Too often, people hope for a high net worth and live in low self-worth. When you make a conscious commitment to learn and develop behaviors that support financial health, your sense of self-worth increases. When your sense of self-worth increases, you more easily increase self-care. If you increase self-care, your sense of self-worth can increase, and your net worth can also increase. When you raise your net worth, you can boost your self-care even more because you can afford it. When you again enhance your self-care, you can raise your net worth even more.
You can enter this Worth Circle at any point and add to all three areas: self-worth, self-care, and net worth. Self-worth, self-care, and net worth are all aspects of prayer. What’s your prayer today?
“Your weight can go up or down with your level of self-love. If you want to lower your weight, try increasing your self-love.” — Karen Salmansohn, author
How to Practice Good Self-Care
AWAKEN each day to your life’s purpose and meaning.
BELIEVE in your skills, abilities, and talent.
COUNT your money and make your money count.
DISREGARD the doubters and critics around you.
ENJOY foods that make you feel vibrant and healthy.
FORGIVE those who have hurt you…because forgiving them frees you.
GIVE yourself credit for having weathered tough times.
HONOR your spiritual beliefs by living them.
INSPIRE others with your compassion and character
JUMP, skip, bend, stretch, run, walk…move your body!
KEEP your sense of humor—even if others have lost theirs.
LISTEN to your intuition and heed its wisdom.
MANAGE your time and energy as precious assets.
NEVER GIVE UP on yourself.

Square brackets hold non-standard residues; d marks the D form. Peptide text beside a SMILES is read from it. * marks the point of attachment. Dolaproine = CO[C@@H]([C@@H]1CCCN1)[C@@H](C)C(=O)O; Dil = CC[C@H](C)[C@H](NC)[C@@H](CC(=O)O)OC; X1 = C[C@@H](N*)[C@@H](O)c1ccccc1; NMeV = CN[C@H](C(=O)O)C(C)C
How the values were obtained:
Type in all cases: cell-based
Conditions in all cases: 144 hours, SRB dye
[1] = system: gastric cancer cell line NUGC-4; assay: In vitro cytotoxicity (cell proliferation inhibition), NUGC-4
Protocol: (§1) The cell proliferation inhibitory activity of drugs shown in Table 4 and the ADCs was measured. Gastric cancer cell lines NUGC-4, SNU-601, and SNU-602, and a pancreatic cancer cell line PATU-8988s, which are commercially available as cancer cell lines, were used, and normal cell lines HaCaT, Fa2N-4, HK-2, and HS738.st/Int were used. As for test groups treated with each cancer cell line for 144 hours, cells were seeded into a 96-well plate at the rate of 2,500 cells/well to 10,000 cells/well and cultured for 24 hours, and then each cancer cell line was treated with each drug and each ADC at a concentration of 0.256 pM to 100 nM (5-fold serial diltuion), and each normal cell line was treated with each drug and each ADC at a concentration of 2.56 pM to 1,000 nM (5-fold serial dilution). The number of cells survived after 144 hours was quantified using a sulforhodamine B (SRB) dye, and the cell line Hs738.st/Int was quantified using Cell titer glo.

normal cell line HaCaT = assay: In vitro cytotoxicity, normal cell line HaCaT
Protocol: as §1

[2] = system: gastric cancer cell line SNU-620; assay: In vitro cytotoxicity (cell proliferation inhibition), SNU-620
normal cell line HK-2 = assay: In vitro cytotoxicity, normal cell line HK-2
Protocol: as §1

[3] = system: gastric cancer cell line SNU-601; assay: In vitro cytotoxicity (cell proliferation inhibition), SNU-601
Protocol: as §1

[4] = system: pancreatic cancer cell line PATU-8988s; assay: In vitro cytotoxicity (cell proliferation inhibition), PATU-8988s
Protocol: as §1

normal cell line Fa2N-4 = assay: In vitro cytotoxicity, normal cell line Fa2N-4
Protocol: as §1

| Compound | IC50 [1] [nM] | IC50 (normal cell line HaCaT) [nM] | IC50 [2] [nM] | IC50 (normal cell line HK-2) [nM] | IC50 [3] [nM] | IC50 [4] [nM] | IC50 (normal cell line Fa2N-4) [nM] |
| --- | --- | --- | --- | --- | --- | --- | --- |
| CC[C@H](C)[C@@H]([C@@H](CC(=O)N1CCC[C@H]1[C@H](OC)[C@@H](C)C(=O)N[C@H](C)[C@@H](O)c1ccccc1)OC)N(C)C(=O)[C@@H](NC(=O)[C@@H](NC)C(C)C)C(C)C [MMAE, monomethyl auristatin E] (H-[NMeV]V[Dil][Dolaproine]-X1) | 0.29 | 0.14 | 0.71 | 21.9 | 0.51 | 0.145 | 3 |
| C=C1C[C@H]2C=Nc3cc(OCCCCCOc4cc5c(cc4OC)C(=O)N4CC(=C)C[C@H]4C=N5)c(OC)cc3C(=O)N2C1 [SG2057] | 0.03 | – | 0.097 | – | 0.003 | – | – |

OPEN your heart and your wallet to those in need.
PUSH BOUNDARIES and test your limits.
QUESTION self-limiting beliefs and old habits.
REBOUND quickly from disappointments and setbacks.
SURROUND YOURSELF with people (and pets) who love you.
TAKE TIME to nourish your body, mind and spirit.
UNDERSTAND that you’re perfectly imperfect.
VEER away from negative or toxic influences.
WEAR clothes that make you feel wonderful.
X-PRESS GRATITUDE for the blessings in your life.
YAWN in the face of fear.
ZING WITH JOY each day you’re alive!
Willingness Works Prayer
Divine Goddess, Please give me the willingness to do the things I know are good for me. Show me how to develop habits that nurture my body, feed my soul, and cultivate my mind — and give me the motivation to actually do those things.
I don’t know why I’m so resistant and stubborn sometimes — why I continue to indulge in old habits that do not support my well-being. I guess I don’t need to know why. I just want to change and I can’t seem to make the changes I so desire.
So I ask you to do for me what I cannot do for myself. Show me the way — and give me the willingness to take the first step.
Wake Up to the Spiritual Power in Everything You Do
Prayer can point your life in the right direction—or the wrong one: Whatever you’ve got going on in your life is what you’ve been praying for—sometimes consciously, but often unconsciously. If you want something different in your life, you must pray a different prayer. Your Life is Your Prayer by BJ Gallagher and Sam Beasley will show you how to do just that.